If you’re familiar with a contemplative approach to spirituality, then you already may know about a similar phenomenon called monkey mind.  The information age did not event it.  For centuries those teaching centering prayer have been addressing what happens as soon as we start to get ourselves quiet – something we desperately need each day.  Say we decide to give it a try.  We sit down for a few minutes of silence.  When suddenly we’re trying to figure out what to have for dinner.  How we’re going to pay that unexpected bill.  What the doctor’s going to say at our annual visit next week.  . . .  The aim of Christian contemplative meditation is to get quiet.  To empty ourselves – including our monkey minds – for God to have a chance to get in.  Who knows:  it might even recover our ability to think and to feel.  Teachers as far back as the first centuries have cautioned to keep at it.  To train our monkey to calm using a word or two to bring ourselves back whenever we notice things other than the quiet creeping in.  We’re not to chastise ourselves, the contemplatives teach, for such lack of focus.  Just notice and bring ourselves back to the silence with words like:  “Have mercy.”  Or “Yah-weh,” the name of God.  Or my current favorite that summarizes our lives with God in this amazing universe:  on the in-breath:  “receive.”  On the out-breath:  “return.”  . . .  Even when we try to get ourselves quiet, some sort of reminder is needed.

In the wilderness, Jesus had his reminders.  Forty days he was out there – getting himself ready to launch his great, God-given mission.  It was a type of initiation.  An intentional testing; for, according to the gospels, it was the Spirit of God in him that drove him into the wilderness.  . . .  The gospel of Matthew portrays it most clearly.  Right before he took off, he ascended from the Jordan waters.  It’s recorded that the heavens were open and he saw the Spirit of God alighting on him (Matthew 3:16).  His eyes still stinging, his lungs re-filling, his whole body soaking wet; a voice from on high proclaims:  “This is my Son, the Beloved, with whom I am well pleased” (Matthew 3:17).  It was the same message they’d hear again at his transfiguration; though we’re not entirely sure who all had ears to hear at Jesus’ big baptism day.  . . .  If we were reading the gospels as just an interesting novel; then we’d find ourselves pulling for this heroic leading man.  For no sooner do the syllables hit his ear drums, than the Spirit drives him far from everything known.  At this point in the film, the background music would intensify.  The hint of those eerie notes underscore.  Wilderness always has been a place of testing for the people of God.  We know of Moses and the Israelites who underwent every temptation.  Hunger.  Thirst.  Fatigue.  This One’s about to run full-force into them all.  At the end of his rope from forty days and forty nights of wilderness fasting, it is then that another voice speaks.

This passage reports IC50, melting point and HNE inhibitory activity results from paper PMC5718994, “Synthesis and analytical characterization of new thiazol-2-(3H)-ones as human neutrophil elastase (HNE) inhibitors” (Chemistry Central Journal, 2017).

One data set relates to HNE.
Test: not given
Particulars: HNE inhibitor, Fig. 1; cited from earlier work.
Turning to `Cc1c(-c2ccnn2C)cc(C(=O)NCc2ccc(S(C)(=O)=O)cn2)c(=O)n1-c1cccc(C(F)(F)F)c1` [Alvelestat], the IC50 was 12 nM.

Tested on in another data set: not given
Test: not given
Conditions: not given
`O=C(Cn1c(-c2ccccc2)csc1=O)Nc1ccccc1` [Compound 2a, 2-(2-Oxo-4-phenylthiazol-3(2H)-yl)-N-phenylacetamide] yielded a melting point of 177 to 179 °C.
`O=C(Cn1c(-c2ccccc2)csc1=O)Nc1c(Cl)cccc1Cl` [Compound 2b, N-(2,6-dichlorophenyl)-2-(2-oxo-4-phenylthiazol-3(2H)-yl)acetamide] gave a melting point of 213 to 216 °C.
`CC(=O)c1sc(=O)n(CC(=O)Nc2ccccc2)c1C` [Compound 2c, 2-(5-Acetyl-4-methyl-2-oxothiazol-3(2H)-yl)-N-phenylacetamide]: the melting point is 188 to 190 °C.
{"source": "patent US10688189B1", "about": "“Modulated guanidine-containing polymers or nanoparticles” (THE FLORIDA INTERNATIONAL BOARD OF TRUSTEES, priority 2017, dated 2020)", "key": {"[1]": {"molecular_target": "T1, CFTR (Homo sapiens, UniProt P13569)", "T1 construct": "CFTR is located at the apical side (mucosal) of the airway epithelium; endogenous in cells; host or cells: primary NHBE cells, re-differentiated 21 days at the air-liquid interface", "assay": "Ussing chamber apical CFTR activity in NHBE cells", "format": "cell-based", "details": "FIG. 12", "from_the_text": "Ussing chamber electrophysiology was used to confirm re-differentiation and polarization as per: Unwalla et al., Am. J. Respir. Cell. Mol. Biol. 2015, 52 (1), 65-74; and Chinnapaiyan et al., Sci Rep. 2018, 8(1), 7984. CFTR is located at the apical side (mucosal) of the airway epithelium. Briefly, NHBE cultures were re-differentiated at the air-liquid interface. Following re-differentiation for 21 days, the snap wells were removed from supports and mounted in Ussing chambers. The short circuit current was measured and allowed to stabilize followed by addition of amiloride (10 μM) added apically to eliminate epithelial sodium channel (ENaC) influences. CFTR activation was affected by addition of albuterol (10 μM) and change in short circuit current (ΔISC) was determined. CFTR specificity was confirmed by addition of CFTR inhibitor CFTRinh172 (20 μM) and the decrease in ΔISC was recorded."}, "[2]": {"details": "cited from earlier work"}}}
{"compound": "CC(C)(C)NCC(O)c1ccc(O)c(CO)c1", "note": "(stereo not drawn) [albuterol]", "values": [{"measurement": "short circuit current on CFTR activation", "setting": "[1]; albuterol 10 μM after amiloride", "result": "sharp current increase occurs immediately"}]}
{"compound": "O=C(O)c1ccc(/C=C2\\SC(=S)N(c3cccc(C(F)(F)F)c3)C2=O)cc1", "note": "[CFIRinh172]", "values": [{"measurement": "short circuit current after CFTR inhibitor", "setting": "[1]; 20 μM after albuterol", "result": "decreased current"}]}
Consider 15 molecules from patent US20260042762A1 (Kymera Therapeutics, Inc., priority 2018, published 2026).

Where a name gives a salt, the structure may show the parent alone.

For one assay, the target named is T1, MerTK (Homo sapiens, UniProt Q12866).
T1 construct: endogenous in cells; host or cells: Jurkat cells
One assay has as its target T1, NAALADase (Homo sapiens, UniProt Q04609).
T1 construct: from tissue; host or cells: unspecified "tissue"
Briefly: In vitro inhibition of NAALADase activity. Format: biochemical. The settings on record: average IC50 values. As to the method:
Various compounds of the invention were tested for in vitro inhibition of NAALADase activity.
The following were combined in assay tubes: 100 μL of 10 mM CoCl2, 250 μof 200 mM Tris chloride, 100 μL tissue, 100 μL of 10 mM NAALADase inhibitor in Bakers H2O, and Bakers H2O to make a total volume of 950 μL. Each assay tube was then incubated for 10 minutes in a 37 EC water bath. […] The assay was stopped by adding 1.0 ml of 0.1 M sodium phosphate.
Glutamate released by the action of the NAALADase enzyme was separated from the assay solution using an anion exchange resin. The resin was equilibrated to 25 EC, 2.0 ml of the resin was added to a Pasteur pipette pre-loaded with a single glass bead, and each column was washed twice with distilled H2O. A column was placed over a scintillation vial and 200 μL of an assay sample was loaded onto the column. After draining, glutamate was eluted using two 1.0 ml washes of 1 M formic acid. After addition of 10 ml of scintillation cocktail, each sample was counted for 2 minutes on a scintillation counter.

What will he use for reminders?  What will keep him centered in the truth that his sonship is not conditional, as the other voice keeps challenging?  . . .  What keeps you?

It’s part of why we start the season of Lent each year with Jesus’ temptation.  In the wilderness, we see in him ourselves.  Children of the kingdom too.  Sons and daughters of the Voice that proclaims each one of us beloved as well.  Jesus is the heroic lead character with all the right words of scripture.  He knows the reminders needed to combat against tricky tests of instant self-gratification, reliance upon a swoop-in-to-fix-it God, and lives aimed first towards personal gain.  Jesus passes the test because he remembers.  From the inside out he knows whose he is and how he is to be in this world.  . . .